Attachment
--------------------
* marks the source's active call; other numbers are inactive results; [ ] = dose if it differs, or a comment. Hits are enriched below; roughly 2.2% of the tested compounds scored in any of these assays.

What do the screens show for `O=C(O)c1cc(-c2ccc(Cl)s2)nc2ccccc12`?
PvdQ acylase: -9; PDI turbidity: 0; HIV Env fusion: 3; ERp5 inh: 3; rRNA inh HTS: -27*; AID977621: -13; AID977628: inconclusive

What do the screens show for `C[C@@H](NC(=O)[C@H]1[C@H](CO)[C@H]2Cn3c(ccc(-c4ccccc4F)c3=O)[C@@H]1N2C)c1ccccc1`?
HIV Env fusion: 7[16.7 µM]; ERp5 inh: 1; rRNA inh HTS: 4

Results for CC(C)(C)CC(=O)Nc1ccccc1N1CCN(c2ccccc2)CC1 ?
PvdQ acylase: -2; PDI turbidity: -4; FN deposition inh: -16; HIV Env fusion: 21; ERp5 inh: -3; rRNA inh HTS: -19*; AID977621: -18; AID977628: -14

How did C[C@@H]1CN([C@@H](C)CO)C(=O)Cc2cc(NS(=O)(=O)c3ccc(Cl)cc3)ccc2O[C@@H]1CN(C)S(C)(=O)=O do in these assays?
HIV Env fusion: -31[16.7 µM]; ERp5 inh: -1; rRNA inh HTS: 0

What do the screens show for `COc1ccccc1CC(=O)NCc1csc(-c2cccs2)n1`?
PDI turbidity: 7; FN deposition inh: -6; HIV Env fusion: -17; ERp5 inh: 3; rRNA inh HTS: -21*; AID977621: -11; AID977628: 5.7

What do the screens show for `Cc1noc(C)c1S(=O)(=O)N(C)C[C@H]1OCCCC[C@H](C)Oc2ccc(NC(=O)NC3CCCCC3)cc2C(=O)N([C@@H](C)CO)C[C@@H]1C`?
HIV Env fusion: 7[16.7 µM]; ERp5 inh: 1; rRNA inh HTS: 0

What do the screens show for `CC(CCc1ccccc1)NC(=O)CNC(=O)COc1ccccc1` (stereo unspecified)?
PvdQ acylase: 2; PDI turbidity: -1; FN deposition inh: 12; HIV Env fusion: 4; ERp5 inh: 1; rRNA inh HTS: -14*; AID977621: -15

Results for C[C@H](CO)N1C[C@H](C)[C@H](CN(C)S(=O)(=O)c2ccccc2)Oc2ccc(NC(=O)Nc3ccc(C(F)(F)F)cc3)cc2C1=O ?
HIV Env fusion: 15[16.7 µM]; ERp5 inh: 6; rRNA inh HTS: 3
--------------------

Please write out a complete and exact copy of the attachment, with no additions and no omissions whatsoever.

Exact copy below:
* marks the source's active call; other numbers are inactive results; [ ] = dose if it differs, or a comment. Hits are enriched below; roughly 2.2% of the tested compounds scored in any of these assays.

What do the screens show for `O=C(O)c1cc(-c2ccc(Cl)s2)nc2ccccc12`?
PvdQ acylase: -9; PDI turbidity: 0; HIV Env fusion: 3; ERp5 inh: 3; rRNA inh HTS: -27*; AID977621: -13; AID977628: inconclusive

What do the screens show for `C[C@@H](NC(=O)[C@H]1[C@H](CO)[C@H]2Cn3c(ccc(-c4ccccc4F)c3=O)[C@@H]1N2C)c1ccccc1`?
HIV Env fusion: 7[16.7 µM]; ERp5 inh: 1; rRNA inh HTS: 4

Results for CC(C)(C)CC(=O)Nc1ccccc1N1CCN(c2ccccc2)CC1 ?
PvdQ acylase: -2; PDI turbidity: -4; FN deposition inh: -16; HIV Env fusion: 21; ERp5 inh: -3; rRNA inh HTS: -19*; AID977621: -18; AID977628: -14

How did C[C@@H]1CN([C@@H](C)CO)C(=O)Cc2cc(NS(=O)(=O)c3ccc(Cl)cc3)ccc2O[C@@H]1CN(C)S(C)(=O)=O do in these assays?
HIV Env fusion: -31[16.7 µM]; ERp5 inh: -1; rRNA inh HTS: 0

What do the screens show for `COc1ccccc1CC(=O)NCc1csc(-c2cccs2)n1`?
PDI turbidity: 7; FN deposition inh: -6; HIV Env fusion: -17; ERp5 inh: 3; rRNA inh HTS: -21*; AID977621: -11; AID977628: 5.7

What do the screens show for `Cc1noc(C)c1S(=O)(=O)N(C)C[C@H]1OCCCC[C@H](C)Oc2ccc(NC(=O)NC3CCCCC3)cc2C(=O)N([C@@H](C)CO)C[C@@H]1C`?
HIV Env fusion: 7[16.7 µM]; ERp5 inh: 1; rRNA inh HTS: 0

What do the screens show for `CC(CCc1ccccc1)NC(=O)CNC(=O)COc1ccccc1` (stereo unspecified)?
PvdQ acylase: 2; PDI turbidity: -1; FN deposition inh: 12; HIV Env fusion: 4; ERp5 inh: 1; rRNA inh HTS: -14*; AID977621: -15

Results for C[C@H](CO)N1C[C@H](C)[C@H](CN(C)S(=O)(=O)c2ccccc2)Oc2ccc(NC(=O)Nc3ccc(C(F)(F)F)cc3)cc2C1=O ?
HIV Env fusion: 15[16.7 µM]; ERp5 inh: 6; rRNA inh HTS: 3